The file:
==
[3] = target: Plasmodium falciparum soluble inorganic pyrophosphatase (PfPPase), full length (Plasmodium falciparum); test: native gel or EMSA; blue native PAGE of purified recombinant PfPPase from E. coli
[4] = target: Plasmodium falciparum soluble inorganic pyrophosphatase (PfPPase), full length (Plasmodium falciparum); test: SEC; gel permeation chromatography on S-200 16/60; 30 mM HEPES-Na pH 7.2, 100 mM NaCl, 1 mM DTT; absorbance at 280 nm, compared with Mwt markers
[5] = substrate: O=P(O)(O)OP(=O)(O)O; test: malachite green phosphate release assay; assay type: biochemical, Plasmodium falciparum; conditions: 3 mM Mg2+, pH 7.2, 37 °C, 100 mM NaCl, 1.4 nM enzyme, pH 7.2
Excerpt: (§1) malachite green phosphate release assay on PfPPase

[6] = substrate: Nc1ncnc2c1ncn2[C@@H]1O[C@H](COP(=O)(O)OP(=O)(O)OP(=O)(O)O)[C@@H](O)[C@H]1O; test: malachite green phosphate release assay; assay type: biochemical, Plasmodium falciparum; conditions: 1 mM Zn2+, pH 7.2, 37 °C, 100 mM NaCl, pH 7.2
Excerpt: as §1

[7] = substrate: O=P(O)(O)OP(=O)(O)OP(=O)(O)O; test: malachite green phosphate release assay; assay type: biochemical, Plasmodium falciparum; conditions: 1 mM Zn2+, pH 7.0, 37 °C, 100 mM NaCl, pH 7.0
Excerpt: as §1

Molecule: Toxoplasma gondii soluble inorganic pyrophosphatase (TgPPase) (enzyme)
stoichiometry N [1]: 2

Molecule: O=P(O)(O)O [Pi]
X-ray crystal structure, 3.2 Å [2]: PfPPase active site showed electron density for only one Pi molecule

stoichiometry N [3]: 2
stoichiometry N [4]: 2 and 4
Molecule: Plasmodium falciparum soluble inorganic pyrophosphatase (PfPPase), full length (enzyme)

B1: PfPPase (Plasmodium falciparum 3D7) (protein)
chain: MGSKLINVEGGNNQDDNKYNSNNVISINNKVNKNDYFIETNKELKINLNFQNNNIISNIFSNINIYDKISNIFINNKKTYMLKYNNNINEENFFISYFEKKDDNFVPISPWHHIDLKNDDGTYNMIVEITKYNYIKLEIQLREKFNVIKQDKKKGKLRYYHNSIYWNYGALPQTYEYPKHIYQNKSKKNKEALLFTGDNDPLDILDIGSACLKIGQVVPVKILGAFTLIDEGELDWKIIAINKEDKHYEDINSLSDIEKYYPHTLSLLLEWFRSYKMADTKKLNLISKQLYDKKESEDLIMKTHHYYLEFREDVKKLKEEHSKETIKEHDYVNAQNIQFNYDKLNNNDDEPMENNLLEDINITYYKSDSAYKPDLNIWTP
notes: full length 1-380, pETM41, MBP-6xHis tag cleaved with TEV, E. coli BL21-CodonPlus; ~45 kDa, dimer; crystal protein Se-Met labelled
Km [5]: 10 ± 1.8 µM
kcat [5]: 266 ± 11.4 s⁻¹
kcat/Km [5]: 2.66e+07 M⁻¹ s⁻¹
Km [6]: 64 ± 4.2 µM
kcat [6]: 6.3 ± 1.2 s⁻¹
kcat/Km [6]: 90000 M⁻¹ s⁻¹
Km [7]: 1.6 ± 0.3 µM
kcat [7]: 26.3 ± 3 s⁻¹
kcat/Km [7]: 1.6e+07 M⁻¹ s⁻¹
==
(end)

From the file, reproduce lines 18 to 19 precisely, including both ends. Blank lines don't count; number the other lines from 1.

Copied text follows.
notes: full length 1-380, pETM41, MBP-6xHis tag cleaved with TEV, E. coli BL21-CodonPlus; ~45 kDa, dimer; crystal protein Se-Met labelled
Km [5]: 10 ± 1.8 µM